My call to the inept bankruptcy practitioners to get better or get out spawned some surprising push back.
I spoke bluntly about what I saw as harm to the public from less than competent or committed bankruptcy attorneys.
Most reaction was supportive: A trustee wanted to use the piece for a presentation he was making; another lawyer asked to reprint it. Many simply added their voice to my call.
But I got two very heated, negative responses.
The Arrogance Of A Helping Hand
The first is easier to understand: this reader thought I was arrogant. I suppose he finds arrogance in my willingness to name the performances I saw as sub par and to protest publicly when client cases are dismissed for the lawyer’s failings. Should that offend? What obligates us to sit by in silence?
It does make me wonder what that attorney, a certified specialist in consumer bankruptcy law, is doing to help people in his area become better at their craft. Does he sit with practitioners and assist in the crafting of plans? Does he educate his colleagues about new developments in the law?
I suspect that he does nothing, sitting idly by as the next generation of bankruptcy lawyers circles the drain with their hapless clients in tow.
To this lawyer I say, “If you’re not helping, get out of the way of those who do.”
Scheming For Someone’s Clients
The second retort was more disturbing in some ways. The reader attributed the observed incompetence to competition among lawyers that ran counter, he thought, to the idea of a profession.
He saw my criticism as being borne of a desire to take the bumbler’s clients, and contended that as profession we should be circling the wagons around the less-stellar members and nurturing them.
After all, he claimed, we are a profession, not a business.
This lawyers doesn’t know me personally, nor does he know my firm. He has no sense of whether we’re booked solid or begging for business.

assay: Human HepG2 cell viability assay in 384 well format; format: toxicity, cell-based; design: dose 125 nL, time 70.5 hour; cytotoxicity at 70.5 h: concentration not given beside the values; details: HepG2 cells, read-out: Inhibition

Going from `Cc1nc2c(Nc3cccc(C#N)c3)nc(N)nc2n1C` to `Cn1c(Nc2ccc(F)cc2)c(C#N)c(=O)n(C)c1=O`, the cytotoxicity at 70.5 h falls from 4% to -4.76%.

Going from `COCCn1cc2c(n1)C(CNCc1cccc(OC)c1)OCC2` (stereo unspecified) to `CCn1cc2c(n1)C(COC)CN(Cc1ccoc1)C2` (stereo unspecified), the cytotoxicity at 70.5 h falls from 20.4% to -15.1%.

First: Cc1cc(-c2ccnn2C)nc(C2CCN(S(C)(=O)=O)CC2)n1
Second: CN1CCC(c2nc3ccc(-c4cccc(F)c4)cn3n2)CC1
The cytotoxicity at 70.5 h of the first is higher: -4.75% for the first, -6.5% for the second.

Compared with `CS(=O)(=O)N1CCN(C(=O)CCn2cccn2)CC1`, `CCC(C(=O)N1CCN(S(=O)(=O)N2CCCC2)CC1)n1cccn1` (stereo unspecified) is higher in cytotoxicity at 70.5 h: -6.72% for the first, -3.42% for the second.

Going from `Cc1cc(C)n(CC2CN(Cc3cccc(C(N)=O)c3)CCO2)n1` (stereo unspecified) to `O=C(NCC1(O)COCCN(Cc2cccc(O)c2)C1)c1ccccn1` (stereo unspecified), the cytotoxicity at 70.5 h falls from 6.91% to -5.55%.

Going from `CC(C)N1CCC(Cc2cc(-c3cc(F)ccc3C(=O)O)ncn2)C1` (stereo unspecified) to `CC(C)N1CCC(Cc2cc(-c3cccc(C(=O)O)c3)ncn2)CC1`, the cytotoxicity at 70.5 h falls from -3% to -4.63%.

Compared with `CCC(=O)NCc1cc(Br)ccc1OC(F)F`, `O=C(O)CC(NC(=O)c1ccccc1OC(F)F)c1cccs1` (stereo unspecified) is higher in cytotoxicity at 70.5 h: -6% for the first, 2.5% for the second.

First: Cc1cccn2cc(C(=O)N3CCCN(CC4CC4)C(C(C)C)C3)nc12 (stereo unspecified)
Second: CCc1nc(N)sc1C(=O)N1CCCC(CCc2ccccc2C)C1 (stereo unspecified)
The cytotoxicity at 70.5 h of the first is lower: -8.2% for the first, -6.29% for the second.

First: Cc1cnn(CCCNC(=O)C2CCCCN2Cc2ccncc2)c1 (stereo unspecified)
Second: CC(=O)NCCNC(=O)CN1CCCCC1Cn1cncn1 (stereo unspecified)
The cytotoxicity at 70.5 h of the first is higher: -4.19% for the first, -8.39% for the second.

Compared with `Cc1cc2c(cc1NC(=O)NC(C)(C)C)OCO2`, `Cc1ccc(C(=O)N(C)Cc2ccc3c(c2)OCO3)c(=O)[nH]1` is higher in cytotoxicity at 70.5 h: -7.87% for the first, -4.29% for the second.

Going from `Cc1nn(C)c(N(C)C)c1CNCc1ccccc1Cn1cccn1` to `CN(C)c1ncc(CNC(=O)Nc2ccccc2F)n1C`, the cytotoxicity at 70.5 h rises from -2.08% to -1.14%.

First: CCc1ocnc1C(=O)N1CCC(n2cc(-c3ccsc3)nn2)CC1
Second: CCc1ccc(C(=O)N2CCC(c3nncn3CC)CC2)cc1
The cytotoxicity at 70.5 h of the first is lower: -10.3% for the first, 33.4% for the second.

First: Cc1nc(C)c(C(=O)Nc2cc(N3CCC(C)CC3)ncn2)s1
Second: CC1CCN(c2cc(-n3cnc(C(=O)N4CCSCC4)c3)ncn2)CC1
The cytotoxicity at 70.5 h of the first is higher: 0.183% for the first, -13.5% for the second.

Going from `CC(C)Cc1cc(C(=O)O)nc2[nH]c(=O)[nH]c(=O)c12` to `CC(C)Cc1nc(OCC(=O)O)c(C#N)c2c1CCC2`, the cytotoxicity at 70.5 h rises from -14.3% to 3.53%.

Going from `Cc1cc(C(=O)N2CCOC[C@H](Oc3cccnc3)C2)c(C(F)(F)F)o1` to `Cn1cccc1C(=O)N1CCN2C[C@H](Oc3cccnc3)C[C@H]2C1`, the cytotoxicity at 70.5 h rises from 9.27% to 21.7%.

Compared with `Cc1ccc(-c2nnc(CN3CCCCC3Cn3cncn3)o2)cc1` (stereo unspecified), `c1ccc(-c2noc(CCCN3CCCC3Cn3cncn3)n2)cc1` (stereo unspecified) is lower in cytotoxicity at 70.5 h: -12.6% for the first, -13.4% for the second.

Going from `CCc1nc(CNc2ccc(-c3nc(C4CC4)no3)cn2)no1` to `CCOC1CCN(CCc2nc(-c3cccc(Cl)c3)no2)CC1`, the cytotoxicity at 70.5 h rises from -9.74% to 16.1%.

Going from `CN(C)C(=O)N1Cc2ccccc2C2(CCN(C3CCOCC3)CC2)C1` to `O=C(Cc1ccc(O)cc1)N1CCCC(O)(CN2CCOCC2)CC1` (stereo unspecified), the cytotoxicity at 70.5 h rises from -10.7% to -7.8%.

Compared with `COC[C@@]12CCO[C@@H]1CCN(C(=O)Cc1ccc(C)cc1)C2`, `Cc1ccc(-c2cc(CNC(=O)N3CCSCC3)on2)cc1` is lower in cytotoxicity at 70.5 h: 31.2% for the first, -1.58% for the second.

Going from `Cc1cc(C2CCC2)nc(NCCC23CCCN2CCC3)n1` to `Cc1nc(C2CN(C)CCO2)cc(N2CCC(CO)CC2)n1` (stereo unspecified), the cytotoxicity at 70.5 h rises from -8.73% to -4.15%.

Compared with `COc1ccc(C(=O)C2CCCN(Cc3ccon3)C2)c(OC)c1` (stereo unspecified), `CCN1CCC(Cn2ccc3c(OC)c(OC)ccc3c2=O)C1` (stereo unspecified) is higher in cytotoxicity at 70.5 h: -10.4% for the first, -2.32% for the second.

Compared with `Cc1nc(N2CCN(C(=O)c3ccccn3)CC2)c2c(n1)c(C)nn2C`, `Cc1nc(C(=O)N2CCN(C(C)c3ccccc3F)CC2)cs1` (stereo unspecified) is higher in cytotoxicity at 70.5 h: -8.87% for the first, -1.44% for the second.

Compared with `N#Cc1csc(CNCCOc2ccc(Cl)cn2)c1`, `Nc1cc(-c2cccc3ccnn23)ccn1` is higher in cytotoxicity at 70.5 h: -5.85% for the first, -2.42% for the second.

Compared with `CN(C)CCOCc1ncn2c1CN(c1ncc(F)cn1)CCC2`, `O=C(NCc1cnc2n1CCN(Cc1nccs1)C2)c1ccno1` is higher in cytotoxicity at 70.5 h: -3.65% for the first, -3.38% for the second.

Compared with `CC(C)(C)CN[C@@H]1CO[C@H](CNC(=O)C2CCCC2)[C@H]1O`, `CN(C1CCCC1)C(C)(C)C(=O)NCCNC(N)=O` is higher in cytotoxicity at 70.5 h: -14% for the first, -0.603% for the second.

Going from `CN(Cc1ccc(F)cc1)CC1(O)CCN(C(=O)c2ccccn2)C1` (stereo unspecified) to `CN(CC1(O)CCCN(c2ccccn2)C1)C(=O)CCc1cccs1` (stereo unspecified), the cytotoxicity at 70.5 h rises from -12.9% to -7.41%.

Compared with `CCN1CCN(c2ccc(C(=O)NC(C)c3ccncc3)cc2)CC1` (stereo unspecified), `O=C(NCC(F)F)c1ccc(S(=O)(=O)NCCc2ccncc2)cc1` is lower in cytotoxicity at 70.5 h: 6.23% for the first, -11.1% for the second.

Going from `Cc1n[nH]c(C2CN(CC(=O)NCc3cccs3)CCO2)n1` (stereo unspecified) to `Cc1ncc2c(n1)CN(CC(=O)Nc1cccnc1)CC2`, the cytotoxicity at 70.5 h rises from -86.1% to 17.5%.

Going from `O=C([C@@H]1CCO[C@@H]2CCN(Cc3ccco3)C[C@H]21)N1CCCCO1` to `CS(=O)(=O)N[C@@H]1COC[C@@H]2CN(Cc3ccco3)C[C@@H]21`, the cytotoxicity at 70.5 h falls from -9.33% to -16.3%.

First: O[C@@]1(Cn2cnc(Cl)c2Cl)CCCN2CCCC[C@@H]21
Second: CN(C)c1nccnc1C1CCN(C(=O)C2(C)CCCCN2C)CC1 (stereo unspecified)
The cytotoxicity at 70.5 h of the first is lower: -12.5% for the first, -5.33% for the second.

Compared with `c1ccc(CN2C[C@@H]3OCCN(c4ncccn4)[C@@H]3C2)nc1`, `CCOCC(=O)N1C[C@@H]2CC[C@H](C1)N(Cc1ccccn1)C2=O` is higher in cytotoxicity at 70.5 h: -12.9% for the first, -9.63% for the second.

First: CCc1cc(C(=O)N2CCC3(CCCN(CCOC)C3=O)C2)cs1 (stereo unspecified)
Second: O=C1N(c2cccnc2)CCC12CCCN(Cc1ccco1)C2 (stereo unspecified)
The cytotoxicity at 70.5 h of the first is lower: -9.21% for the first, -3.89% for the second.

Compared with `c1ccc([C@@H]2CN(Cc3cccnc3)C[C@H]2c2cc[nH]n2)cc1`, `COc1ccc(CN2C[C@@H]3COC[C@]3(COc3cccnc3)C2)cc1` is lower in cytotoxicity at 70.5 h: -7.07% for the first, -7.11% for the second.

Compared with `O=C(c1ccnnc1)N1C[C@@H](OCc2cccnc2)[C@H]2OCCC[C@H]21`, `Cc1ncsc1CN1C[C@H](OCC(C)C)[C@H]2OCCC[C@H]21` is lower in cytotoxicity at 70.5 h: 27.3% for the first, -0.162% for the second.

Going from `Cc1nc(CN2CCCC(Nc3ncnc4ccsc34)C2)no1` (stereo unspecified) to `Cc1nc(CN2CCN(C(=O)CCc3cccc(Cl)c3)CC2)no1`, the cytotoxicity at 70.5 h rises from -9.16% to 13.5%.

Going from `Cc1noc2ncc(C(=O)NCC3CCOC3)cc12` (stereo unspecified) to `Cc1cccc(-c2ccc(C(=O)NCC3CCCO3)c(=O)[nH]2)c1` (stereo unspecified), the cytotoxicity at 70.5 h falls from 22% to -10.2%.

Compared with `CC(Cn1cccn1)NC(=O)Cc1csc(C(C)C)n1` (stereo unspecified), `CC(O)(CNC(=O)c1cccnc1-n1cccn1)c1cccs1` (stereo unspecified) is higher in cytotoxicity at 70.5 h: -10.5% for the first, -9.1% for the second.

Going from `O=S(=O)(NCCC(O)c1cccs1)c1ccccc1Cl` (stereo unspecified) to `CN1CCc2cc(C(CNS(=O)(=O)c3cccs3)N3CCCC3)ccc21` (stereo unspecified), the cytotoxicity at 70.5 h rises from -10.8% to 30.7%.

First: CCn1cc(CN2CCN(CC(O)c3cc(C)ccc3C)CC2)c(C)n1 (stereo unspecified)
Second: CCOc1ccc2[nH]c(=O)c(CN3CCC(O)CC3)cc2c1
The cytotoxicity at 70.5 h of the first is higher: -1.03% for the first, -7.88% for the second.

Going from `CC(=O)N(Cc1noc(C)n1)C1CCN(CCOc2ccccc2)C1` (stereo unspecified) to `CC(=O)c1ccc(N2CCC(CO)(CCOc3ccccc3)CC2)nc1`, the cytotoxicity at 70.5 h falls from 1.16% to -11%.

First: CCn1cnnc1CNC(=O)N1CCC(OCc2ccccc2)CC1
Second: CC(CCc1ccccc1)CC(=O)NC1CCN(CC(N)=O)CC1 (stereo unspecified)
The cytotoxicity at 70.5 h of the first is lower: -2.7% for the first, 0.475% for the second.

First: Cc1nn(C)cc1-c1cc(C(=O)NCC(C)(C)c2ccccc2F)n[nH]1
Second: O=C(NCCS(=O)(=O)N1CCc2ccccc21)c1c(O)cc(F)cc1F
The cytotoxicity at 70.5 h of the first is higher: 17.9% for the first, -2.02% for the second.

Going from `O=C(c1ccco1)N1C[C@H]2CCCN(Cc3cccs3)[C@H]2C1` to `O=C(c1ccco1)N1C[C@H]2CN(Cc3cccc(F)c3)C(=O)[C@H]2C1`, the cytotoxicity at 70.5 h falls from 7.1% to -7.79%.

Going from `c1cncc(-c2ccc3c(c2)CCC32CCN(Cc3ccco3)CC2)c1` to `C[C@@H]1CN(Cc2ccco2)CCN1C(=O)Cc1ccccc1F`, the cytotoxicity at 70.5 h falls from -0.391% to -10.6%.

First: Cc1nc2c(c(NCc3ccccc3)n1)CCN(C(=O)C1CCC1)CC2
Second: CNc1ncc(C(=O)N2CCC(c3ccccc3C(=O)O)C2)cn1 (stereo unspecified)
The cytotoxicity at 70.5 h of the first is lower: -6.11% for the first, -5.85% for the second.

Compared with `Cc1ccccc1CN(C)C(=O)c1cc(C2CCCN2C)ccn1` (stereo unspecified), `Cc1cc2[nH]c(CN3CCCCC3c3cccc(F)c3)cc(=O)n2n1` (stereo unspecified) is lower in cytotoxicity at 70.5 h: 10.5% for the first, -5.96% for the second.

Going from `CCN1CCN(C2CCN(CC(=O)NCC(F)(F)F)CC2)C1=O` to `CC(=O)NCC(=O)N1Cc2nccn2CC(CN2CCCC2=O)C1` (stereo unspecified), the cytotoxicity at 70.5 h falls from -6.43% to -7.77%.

I personally find it reprehensible for a professional to speak poorly of another attorney with the intent to steal his or her clients. And you certainly can’t make the case that I’m confronting those lawyers who sparked this dialogue with an eye on their clients because, like at most CLE presentations, the people who could really benefit aren’t reading here.
Most disturbing in this angry comment was the unstated proposition that we, as a profession, should be protecting the least among us from criticism or consequence of their ineptitude. Reminds me of the conspiracy-of-silence charge against professions, where no member of the profession can be found to testify for the victim of the defendant professional.
Yes, this is a profession. One dedicated not only to profit but to assisting people who need it most. By coddling those who bumble through in the face of proffered education, we are allowing them to sacrifice the best interests of their clients at the altar of their profit. And that, gentle reader, is abhorrent.
Part of being a profession is having a duty to the calling as well as to the client.
A Call To Action
The experienced attorneys need to take up the mantle, make themselves available to mentor, and point out educational opportunities for inexperienced bankruptcy attorneys. Immediately.
In my local case, the bench and the trustee’s office had labored mightily to educate the bar on the new procedures. The local bar associations and the Bankruptcy Forum run classes all over California.
The National Association of Consumer Bankruptcy Attorneys runs two programs each year. The American Bankruptcy Institute puts on many programs, some of them dedicated to consumer issues.
I offer educational opportunities, both live and online. So do other lawyers and private groups, some of them excellent.
A lawyer who remains clueless in the face of such educational opportunities should be pointed in the right direction. If he or she fails to get the hint, permission to practice before the bankruptcy court should be revoked. It may sound harsh, but we are a helping profession; a failure to help is a danger to those we are here to protect.
What do you think? As a profession, what should be our attitude be toward the less competent? As a specialty within a profession, are the rules in bankruptcy practice any different?
Image courtesy of Steve Snodgrass.